Ana Maria Schachtell earned her BA in Multi-Cultural/Bilingual Education
from Boise State University. Since 2006 she is the sole proprietor of Sweet Events &
Consulting, offering many services, including consultations in cultural traditions. She has been a leader in Idaho’s Hispanic community for many years, receiving numerous community awards for her volunteer work.
Tuesday, July 17, 7 p.m.: “Neighbor Narratives” by Jannus, Idaho Office for Refugees
This presentation features trained refugee storytellers sharing their experiences. The Neighbor Narratives project developed a refugee speakers bureau to help build bridges between neighbors and change the refugee experience from one of being marginalized, suspected, or feared to one of peace, belonging and happiness. The stories will celebrate the diversity in our community and explore what makes us all Idahoans.
Thursday, July 19, 7 p.m.: “Idaho Women, Carnegie Libraries, and Women’s Continuing Influence” by Susan Swetnam
Though many people believe that Idaho has always been conservative in terms of gender roles, around the turn of the century, women’s groups in Idaho were instrumental in ten Idaho towns receiving public library building grants from philanthropist Andrew Carnegie. And, for nearly a hundred years Idaho women and men have been working through the Girl Scout movement to help girls build self-confidence, broaden their intellectual horizons, and take themselves seriously as citizens and leaders. Swetnam will explore the ongoing role of women in Idaho and how the establishment of clubs has improved Idahoans cultural resources and lifestyles. She will discuss women’s roles in continuing to encourage ongoing civil dialogue and understanding in Idaho communities throughout the state’s history.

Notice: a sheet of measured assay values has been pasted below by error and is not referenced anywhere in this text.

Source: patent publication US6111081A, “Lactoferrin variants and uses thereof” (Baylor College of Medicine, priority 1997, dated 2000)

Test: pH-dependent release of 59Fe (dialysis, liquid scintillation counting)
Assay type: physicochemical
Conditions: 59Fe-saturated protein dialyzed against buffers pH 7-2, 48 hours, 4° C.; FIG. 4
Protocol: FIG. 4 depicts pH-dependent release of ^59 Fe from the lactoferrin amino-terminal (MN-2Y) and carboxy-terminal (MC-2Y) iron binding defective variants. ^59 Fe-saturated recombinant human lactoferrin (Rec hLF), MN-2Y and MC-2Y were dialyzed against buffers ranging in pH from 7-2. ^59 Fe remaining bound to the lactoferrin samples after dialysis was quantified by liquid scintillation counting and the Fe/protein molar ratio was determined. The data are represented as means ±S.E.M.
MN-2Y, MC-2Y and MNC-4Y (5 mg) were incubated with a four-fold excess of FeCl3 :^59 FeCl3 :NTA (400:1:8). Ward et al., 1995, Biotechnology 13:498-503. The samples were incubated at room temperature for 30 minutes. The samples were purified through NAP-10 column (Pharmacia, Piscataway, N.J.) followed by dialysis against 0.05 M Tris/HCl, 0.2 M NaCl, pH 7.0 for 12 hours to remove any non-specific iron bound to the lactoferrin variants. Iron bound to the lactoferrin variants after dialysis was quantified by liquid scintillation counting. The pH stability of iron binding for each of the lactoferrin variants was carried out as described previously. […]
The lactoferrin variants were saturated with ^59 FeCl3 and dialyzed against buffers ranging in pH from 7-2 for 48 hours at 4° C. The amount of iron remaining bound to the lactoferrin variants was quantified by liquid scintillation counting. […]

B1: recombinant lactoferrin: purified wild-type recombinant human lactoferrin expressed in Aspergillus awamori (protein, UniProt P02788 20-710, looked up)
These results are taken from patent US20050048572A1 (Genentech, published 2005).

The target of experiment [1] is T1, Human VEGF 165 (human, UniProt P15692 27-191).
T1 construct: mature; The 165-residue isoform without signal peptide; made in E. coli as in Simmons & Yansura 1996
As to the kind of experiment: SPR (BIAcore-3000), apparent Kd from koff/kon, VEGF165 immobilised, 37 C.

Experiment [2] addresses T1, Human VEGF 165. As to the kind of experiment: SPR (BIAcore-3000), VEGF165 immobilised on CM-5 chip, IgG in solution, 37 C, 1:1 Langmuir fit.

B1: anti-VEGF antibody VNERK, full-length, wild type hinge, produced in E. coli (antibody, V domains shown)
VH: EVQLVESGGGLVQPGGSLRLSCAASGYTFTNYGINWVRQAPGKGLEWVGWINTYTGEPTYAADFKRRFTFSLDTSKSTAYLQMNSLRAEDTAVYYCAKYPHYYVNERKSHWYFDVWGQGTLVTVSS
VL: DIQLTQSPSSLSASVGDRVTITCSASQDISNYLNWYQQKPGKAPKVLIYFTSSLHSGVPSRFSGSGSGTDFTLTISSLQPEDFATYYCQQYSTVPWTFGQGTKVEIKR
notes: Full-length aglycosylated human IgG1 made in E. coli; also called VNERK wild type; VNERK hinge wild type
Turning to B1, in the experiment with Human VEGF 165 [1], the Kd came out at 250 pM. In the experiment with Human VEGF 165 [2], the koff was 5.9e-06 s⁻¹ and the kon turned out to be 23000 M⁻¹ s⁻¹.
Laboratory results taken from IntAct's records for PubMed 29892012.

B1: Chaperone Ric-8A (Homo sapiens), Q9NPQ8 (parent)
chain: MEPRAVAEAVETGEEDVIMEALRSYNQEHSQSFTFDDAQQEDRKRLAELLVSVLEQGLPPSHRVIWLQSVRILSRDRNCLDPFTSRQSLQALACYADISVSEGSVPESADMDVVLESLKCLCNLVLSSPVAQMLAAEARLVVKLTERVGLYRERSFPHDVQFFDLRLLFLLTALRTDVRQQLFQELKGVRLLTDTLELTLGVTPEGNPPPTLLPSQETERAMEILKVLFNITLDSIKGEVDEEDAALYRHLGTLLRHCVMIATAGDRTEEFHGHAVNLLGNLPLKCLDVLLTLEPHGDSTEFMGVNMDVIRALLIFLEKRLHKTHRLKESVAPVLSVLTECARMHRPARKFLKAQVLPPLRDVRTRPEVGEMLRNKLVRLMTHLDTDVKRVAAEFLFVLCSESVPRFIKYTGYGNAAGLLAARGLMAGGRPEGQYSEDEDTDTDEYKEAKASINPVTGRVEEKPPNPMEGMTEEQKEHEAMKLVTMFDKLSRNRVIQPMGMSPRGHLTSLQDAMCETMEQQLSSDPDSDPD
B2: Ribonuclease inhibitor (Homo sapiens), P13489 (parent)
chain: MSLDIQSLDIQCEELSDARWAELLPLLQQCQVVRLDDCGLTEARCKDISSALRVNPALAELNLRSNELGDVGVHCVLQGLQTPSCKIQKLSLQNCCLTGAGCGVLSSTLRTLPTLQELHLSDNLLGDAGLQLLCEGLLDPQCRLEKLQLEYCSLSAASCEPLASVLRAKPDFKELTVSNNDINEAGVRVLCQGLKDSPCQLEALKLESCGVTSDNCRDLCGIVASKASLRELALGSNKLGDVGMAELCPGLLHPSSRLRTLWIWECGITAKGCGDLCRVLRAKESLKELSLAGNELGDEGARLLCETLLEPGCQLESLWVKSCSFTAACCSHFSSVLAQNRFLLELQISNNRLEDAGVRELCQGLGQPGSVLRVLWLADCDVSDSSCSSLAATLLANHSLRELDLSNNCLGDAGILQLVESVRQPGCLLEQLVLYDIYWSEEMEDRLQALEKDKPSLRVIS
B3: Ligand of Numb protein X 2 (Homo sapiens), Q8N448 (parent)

Susan Swetnam taught in ISU’s Department of English and Philosophy from 1979 until her retirement in 2013, during that time recognized for outstanding teaching, research, and public service. Over the years she has authored numerous articles and seven books, most recently Books, Bluster, and Bounty (Utah State University Press), which won the Idaho Library Association’s award for Idaho Book of the Year in 2012. A former IHC board member, Swetnam received IHC’s 2016 Outstanding Achievement in the Humanities Award.
The Idaho Humanities Council offers weeklong summer institutes for Idaho teachers every year, exploring different topics and disciplines of the humanities and covering lodging, meals, texts, and other expenses for Idaho teachers to attend. Past institutes have explored the presidencies of Thomas Jefferson, Abraham Lincoln, and Lyndon Johnson, Native American literature, the works of John Steinbeck, Mark Twain, Willa Cather, Wallace Stegner, and Ernest Hemingway, the history of the Cold War, the history of the Supreme Court, American roots music, and many other topics.
For more information contact IHC at (208) 345-5346; or check updated information at www.idahohumanities.org.